To qualify for a 485-x tax exemption, residential projects must also include a certain number of units that qualify as affordable housing. The percentage of units that must be affordable—and what affordability means—depends on the project’s size and location.

 The following affordability requirements apply to residential rental projects:

  • Projects that are 12,500 sq. feet or smaller, are located outside of Manhattan, and comprise 6-to-11 units: To qualify for a 485-x tax break, 50% of the units must be rent stabilized, and—unlike the abatements afforded to other qualifying projects—the tax break is available for only 10 years.
  • Projects with 6-to-10 units in Manhattan or on a zoning lot with more than 12,500 square feet of residential floor area: 20% of the units must be set aside for tenants who earn a weighted average of 80% or less than the AMI;
  • Projects with 11-to-99 units (citywide): 20% of the units must be set aside for tenants who earn a weighted average of 80% or less than the AMI;
  • Projects with 100-to-149 units (citywide): 25% of the units must be earmarked for tenants who earn a weighted average of 80% or less than the AMI;
  • Projects with 150 or more units located in Zone A or Zone B: 25% of the units must be earmarked for tenants who earn a weighted average of 60% or less than the AMI.
  • Projects with 150 or more units (citywide): 25% of the units must be earmarked for tenants who earn a weighted average of 60% or less than the AMI.

Significantly, the ANNYP does not include highest-income affordability option that was available under the expired program. That option—which was especially popular—allowed developers to satisfy affordability requirements by setting aside 30% of a project’s units for households earning up to 130% of the AMI.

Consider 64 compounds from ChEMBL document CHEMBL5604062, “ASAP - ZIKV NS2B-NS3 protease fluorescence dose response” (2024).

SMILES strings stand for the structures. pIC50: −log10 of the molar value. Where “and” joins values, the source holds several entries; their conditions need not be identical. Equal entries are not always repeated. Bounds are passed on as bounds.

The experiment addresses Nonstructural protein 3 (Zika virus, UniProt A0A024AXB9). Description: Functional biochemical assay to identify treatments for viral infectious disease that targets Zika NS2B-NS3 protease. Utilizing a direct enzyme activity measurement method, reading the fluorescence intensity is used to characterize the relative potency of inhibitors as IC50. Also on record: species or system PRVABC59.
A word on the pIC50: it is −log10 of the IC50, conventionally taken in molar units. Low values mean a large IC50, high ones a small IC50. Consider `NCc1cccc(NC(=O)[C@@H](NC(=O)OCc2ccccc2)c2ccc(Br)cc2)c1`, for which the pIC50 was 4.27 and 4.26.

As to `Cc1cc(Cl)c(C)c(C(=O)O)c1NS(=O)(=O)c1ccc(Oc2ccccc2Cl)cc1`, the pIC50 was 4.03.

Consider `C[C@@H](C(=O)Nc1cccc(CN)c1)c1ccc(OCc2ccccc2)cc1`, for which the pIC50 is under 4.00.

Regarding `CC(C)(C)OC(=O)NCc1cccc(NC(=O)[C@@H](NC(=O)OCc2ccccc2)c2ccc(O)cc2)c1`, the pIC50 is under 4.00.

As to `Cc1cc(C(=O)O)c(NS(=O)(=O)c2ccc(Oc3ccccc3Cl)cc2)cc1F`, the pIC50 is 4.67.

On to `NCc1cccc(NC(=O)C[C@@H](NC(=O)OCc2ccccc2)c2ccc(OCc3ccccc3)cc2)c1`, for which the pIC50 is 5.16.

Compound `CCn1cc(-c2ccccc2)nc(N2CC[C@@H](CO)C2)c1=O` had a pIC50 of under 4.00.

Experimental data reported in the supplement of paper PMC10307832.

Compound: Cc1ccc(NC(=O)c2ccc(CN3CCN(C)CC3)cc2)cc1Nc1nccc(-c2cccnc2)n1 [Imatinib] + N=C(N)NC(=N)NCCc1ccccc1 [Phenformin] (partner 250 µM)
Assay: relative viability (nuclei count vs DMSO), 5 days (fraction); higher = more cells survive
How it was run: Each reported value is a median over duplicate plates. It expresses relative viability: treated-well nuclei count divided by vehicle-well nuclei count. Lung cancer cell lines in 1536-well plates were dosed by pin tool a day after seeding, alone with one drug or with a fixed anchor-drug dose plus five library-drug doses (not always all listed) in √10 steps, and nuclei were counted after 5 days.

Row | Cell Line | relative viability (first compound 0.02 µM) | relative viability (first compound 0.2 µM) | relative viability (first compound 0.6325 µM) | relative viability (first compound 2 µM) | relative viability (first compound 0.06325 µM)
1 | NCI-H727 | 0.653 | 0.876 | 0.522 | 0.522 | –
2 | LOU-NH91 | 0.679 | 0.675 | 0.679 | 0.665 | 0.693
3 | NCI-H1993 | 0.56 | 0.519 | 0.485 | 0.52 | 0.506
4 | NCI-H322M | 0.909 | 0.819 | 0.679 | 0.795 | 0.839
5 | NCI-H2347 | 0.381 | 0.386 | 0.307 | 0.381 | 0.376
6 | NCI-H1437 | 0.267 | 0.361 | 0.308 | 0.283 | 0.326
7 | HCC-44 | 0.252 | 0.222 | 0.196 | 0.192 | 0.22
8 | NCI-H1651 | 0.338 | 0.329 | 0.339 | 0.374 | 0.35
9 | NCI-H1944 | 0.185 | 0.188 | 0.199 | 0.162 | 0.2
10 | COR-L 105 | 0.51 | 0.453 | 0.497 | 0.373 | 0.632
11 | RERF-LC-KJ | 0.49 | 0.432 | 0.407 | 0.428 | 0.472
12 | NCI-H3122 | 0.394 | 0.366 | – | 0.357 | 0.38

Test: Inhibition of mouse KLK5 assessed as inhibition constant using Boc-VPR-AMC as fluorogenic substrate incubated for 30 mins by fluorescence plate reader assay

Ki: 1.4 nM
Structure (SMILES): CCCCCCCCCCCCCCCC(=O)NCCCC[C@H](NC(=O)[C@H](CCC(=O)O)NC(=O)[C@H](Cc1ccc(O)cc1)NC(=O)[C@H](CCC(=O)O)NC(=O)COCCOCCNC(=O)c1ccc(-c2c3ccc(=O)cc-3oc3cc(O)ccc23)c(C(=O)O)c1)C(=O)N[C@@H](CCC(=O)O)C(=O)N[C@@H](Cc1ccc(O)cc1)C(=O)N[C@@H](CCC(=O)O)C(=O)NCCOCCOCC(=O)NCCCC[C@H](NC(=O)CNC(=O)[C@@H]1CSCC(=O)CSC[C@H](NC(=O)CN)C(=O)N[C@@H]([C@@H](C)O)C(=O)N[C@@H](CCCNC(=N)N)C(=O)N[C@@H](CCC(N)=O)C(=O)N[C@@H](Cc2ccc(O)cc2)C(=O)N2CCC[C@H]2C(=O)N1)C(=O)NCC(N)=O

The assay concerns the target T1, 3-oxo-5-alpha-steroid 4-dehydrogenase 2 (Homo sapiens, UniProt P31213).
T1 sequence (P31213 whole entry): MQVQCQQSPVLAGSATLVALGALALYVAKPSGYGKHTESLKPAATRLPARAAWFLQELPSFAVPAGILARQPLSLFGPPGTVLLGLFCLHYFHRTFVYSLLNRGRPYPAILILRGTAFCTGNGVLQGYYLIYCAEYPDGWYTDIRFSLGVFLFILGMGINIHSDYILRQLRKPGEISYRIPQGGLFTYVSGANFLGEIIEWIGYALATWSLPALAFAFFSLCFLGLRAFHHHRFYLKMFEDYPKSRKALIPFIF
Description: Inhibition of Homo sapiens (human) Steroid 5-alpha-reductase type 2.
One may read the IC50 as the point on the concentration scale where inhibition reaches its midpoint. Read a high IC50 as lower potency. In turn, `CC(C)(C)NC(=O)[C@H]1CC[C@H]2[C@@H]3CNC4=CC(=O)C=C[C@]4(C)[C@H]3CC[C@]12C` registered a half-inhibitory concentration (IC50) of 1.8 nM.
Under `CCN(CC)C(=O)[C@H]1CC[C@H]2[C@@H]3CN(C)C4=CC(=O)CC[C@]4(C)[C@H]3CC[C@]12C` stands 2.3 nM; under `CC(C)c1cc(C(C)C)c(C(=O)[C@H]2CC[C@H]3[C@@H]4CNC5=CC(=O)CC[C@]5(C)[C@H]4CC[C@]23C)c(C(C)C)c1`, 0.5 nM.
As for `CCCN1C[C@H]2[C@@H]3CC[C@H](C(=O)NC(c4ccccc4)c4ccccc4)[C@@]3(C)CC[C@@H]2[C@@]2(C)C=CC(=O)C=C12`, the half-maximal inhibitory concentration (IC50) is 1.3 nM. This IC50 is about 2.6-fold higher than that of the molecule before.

On a separate note, condominium and housing co-operative developments located outside Manhattan with assessed values averaging $89/sq. foot or less may also qualify for 485-x tax exemptions if all owners agree to use their units as their primary residence for at least five years.

The ANNYP May Not Benefit as Many Developers as the Expired Program

The 421-a program was popular among developers, benefitting more than two-thirds of the 117,042 rental units built between 2000 and 2010, according to the New York Times.

By increasing certain minimum construction-workers’ wage requirements, eliminating the highest income affordability option, decreasing the AMI requirement for some tenants (which will result in lower rents), and requiring that all units be permanently affordable, the ANNYP makes it significantly more challenging for developers to get certain affordable housing projects off the ground.

To learn more about the financing options available for affordable housing projects and other real estate developments, contact George Duke, Esq.

  • George C.D. Duke

    George Duke focuses his practice on helping businesses navigate complex environmental and land use laws and regulations pertaining to corporate and real property transactions, land development, permitting, and mine ...